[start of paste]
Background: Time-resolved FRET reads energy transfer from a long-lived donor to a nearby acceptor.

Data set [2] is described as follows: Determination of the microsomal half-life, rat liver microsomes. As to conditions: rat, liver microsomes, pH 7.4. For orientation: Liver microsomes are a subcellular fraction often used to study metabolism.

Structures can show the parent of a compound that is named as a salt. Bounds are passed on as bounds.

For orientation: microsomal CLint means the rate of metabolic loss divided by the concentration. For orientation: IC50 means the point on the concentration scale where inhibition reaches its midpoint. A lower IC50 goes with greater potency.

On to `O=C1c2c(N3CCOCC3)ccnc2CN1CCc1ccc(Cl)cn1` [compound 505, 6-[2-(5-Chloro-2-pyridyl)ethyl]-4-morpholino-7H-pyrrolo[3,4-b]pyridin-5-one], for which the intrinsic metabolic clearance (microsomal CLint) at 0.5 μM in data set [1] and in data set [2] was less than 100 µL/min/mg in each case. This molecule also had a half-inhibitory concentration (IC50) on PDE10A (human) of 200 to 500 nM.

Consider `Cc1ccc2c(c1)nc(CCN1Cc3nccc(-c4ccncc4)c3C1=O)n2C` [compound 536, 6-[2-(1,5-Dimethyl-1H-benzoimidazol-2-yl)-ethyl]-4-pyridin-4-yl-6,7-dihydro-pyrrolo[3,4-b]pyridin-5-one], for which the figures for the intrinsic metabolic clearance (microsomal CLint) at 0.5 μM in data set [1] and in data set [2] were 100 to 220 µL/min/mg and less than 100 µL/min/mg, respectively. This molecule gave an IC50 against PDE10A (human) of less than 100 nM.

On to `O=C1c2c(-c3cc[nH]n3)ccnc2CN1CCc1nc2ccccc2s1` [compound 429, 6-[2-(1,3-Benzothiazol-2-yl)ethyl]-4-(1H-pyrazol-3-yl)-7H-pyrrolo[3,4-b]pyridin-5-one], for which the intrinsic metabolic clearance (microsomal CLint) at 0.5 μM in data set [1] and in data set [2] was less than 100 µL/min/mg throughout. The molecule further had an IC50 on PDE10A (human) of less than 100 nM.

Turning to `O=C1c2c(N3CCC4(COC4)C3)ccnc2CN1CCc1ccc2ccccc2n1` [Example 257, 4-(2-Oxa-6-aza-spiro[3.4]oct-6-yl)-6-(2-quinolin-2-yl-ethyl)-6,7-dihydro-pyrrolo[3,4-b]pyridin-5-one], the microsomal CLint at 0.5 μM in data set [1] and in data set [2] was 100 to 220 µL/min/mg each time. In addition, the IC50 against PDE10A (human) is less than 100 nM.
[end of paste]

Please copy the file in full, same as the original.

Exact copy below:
Background: Time-resolved FRET reads energy transfer from a long-lived donor to a nearby acceptor.

Data set [2] is described as follows: Determination of the microsomal half-life, rat liver microsomes. As to conditions: rat, liver microsomes, pH 7.4. For orientation: Liver microsomes are a subcellular fraction often used to study metabolism.

Structures can show the parent of a compound that is named as a salt. Bounds are passed on as bounds.

For orientation: microsomal CLint means the rate of metabolic loss divided by the concentration. For orientation: IC50 means the point on the concentration scale where inhibition reaches its midpoint. A lower IC50 goes with greater potency.

On to `O=C1c2c(N3CCOCC3)ccnc2CN1CCc1ccc(Cl)cn1` [compound 505, 6-[2-(5-Chloro-2-pyridyl)ethyl]-4-morpholino-7H-pyrrolo[3,4-b]pyridin-5-one], for which the intrinsic metabolic clearance (microsomal CLint) at 0.5 μM in data set [1] and in data set [2] was less than 100 µL/min/mg in each case. This molecule also had a half-inhibitory concentration (IC50) on PDE10A (human) of 200 to 500 nM.

Consider `Cc1ccc2c(c1)nc(CCN1Cc3nccc(-c4ccncc4)c3C1=O)n2C` [compound 536, 6-[2-(1,5-Dimethyl-1H-benzoimidazol-2-yl)-ethyl]-4-pyridin-4-yl-6,7-dihydro-pyrrolo[3,4-b]pyridin-5-one], for which the figures for the intrinsic metabolic clearance (microsomal CLint) at 0.5 μM in data set [1] and in data set [2] were 100 to 220 µL/min/mg and less than 100 µL/min/mg, respectively. This molecule gave an IC50 against PDE10A (human) of less than 100 nM.

On to `O=C1c2c(-c3cc[nH]n3)ccnc2CN1CCc1nc2ccccc2s1` [compound 429, 6-[2-(1,3-Benzothiazol-2-yl)ethyl]-4-(1H-pyrazol-3-yl)-7H-pyrrolo[3,4-b]pyridin-5-one], for which the intrinsic metabolic clearance (microsomal CLint) at 0.5 μM in data set [1] and in data set [2] was less than 100 µL/min/mg throughout. The molecule further had an IC50 on PDE10A (human) of less than 100 nM.

Turning to `O=C1c2c(N3CCC4(COC4)C3)ccnc2CN1CCc1ccc2ccccc2n1` [Example 257, 4-(2-Oxa-6-aza-spiro[3.4]oct-6-yl)-6-(2-quinolin-2-yl-ethyl)-6,7-dihydro-pyrrolo[3,4-b]pyridin-5-one], the microsomal CLint at 0.5 μM in data set [1] and in data set [2] was 100 to 220 µL/min/mg each time. In addition, the IC50 against PDE10A (human) is less than 100 nM.